By Danièle Cybulskie
Being a Canadian in the throes of winter, it’s hard not to contemplate the value of salt, both for roads and for comfort food. Salt was an integral part of medieval life: not only is some salt a necessary part of a human diet, but it’s also essential for preserving food such as meat, seafood, and dairy products in the absence of refrigeration. Though salt wasn’t always cheap or easy for everyone to get their hands on, it was ever present in the medieval world.
The amount of salt needed varied from place to place, and from purpose to purpose. Naturally, salting food for long-term storage took a lot more salt than just that used for everyday cooking. In Food and Feast in Medieval England, P.W. Hammond writes, “In the thirteenth century the Bishop of Winchester kept 160 quarters at one of his manors” (p.63). If we go by the estimates in Changing Values in Medieval Scotland (p.96), that would be roughly equivalent to 1, 310 litres. That’s a lot of salt, but it seems they used it: another bishop, the Bishop of Worcester, apparently “used 1lb of salt for every 10lbs of butter or cheese” (Hammond, p.68). Meals at the bishop’s house must have been delicious.
For an island nation like England, salt wasn’t too hard to come by in a lot of regions. In Food and Drink in Anglo-Saxon England, Debby Banham points to many salt processing sites (most of them coastal) recorded in the Domesday Book, and asserts that these sites “were valuable, frequently changing hands in their own right, rather than as mere adjuncts to estates, and attracting the attention of the wealthiest landowners” (p.40). Given the large quantities of salt needed for curing and eating, salt production would have been lucrative, indeed. Medieval salt was collected “from the evaporation of brine (from natural salty springs) or seawater. None of it was mined” (Hammond, p.110). As you can imagine, this process would involve getting some dirt in the salt, “so it was frequently purified by merchants before sale, or by households before use, by redissolving, filtering and evaporating it again” (Hammond, p.111). Naturally, the closer to the table, the better the salt: no one wanted dirt in the salt dish, but a little dirt in a pickle barrel wasn’t as big a deal. Unethical salt merchants could – and did – add bulk to their product by deliberately mixing in sand (Hammond, p.89). Unfortunately, people who lived inland would need to buy or barter for salt, hopefully getting more salt than sand in the trade.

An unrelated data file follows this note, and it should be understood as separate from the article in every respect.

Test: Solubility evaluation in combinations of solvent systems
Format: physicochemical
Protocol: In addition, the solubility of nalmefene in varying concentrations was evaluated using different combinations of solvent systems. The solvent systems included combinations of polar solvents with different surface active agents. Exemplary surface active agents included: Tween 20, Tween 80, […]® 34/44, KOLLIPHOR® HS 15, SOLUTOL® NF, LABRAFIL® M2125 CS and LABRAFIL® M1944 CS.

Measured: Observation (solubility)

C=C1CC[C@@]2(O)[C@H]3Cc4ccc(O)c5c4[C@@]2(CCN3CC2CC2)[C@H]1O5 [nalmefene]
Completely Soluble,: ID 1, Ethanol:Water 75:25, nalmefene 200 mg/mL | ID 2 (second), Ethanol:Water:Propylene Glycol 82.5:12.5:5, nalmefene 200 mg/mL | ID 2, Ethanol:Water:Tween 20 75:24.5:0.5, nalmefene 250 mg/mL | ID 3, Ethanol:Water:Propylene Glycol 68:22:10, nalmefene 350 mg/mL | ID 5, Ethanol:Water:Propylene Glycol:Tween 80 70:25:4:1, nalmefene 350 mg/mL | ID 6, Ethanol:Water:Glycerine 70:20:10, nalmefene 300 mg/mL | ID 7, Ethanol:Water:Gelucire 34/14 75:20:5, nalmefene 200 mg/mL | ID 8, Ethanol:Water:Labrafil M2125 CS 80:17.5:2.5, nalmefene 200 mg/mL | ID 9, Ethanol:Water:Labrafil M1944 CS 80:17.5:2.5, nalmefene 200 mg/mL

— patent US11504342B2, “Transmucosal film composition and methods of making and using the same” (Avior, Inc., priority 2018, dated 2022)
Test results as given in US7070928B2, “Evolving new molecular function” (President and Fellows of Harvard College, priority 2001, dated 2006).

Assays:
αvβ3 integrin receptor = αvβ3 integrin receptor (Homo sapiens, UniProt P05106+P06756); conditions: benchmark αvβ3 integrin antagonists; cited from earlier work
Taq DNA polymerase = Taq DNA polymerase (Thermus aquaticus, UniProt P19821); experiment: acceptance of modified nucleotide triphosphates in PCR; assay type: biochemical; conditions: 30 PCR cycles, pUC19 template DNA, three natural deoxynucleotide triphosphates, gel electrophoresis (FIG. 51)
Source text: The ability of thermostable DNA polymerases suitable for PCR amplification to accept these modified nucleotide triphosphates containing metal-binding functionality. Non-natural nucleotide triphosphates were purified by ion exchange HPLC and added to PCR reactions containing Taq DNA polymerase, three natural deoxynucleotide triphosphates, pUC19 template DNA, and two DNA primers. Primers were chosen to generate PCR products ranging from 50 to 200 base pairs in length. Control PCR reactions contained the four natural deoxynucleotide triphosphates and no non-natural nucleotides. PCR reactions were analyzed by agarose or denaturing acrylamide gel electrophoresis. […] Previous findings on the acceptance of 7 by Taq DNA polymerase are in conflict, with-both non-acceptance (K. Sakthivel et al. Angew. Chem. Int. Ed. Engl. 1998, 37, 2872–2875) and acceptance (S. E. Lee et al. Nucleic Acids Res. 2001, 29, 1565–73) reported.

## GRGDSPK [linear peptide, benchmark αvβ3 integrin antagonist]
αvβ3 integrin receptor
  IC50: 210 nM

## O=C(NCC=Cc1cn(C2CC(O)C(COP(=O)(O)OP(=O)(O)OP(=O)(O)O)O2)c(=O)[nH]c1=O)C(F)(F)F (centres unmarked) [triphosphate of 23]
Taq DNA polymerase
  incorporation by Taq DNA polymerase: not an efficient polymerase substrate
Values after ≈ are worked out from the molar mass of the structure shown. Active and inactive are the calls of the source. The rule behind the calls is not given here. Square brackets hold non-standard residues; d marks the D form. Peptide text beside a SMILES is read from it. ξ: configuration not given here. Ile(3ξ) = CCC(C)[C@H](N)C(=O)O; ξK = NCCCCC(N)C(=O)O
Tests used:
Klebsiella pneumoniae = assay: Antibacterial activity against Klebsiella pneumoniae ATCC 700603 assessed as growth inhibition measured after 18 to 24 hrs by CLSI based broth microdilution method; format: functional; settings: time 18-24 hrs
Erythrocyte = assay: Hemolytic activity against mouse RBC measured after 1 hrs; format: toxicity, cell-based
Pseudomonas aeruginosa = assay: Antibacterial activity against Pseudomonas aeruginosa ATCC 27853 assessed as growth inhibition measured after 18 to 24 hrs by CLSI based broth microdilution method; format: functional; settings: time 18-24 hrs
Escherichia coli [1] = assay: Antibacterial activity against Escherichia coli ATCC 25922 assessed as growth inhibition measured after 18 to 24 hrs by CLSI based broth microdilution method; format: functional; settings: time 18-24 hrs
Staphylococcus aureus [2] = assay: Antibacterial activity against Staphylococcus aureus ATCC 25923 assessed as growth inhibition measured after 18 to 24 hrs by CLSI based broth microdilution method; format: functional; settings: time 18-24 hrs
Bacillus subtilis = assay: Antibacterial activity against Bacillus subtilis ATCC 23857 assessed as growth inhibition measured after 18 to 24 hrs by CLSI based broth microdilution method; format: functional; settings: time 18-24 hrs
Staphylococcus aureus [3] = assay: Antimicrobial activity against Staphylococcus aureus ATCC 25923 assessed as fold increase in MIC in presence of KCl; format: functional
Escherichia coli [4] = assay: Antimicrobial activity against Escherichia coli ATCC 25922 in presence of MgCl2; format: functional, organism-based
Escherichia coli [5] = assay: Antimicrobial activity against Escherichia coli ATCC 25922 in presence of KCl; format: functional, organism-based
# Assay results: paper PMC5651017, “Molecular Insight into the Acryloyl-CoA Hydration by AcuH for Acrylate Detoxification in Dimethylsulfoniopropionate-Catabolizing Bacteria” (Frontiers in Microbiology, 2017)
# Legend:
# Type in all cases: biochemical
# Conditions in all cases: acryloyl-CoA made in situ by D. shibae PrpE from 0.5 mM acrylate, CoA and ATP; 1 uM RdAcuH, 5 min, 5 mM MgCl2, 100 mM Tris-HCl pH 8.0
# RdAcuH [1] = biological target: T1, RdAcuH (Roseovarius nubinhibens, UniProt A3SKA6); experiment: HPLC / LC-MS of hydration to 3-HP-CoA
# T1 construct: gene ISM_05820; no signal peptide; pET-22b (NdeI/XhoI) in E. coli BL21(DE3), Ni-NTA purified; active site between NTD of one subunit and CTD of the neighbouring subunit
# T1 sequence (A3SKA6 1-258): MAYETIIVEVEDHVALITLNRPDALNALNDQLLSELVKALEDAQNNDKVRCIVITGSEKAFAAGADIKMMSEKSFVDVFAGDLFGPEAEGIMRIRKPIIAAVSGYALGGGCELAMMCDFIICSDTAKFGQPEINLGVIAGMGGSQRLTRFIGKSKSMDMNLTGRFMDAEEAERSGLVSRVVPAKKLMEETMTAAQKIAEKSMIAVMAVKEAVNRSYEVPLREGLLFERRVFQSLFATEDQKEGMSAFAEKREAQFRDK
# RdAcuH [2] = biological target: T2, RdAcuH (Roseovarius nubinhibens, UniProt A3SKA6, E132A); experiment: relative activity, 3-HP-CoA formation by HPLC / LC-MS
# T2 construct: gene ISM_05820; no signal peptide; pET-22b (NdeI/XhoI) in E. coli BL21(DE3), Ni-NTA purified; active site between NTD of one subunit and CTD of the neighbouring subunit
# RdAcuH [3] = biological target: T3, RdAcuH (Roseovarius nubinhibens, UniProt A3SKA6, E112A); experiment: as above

As I’ve mentioned elsewhere, because not everyone found salt easy to come by, it was used as a marker of social status. Important people sat “above the salt”, with easy access to the salt cellar at feasts, while unimportant people sat below the salt. Salt cellars could be very elaborate, like the sixteenth-century one at the Victoria and Albert Museum in London, shaped like a ship (with a tiny Tristan and Isolde onboard). In Medieval Life Roberta Gilchrist writes, “Examples of pewter salts excavated from London have flat, hexagonal lids with handles cast in the shape of a dog” (p.125). Since dogs were a frequent symbol of loyalty, especially marital fidelity, Gilchrist suggests that “canine symbolism would have been particularly fitting for wedding gifts” (p.126). Among these salt-themed wedding gifts may also have been ornate spoons (Gilchrist, p. 125), which just goes to show that if there’s anything newlyweds love, it’s fancy dishes.
Even monks were not immune to the temptation of adding salt to what could easily have been pretty bland food, depending on the day and the order. In fact, it was important enough for monks to figure out a way to gesture for the salt during times in which they were not permitted to speak (having taken a vow of silence, for example). As Banham notes, “[salt’s] presence on monastic tables is attested by the Indicia sign: ‘When you want salt, then shake your hand with your three fingers together, as if you were salting something’” (p.40). (Just for interest’s sake, this is not the same as the ASL sign for salt.)
Whether you love salt on your eggs, popcorn, or sidewalk, salt continues to be hugely important in modern life (maligned though it is now), as it was in medieval life. For more on medieval food, check out Food and Feast in Medieval England or Food and Drink in Anglo-Saxon England, or have a look at some handy recipes over at Gode Cookery.
You can follow Danièle Cybulskie on Twitter @5MinMedievalist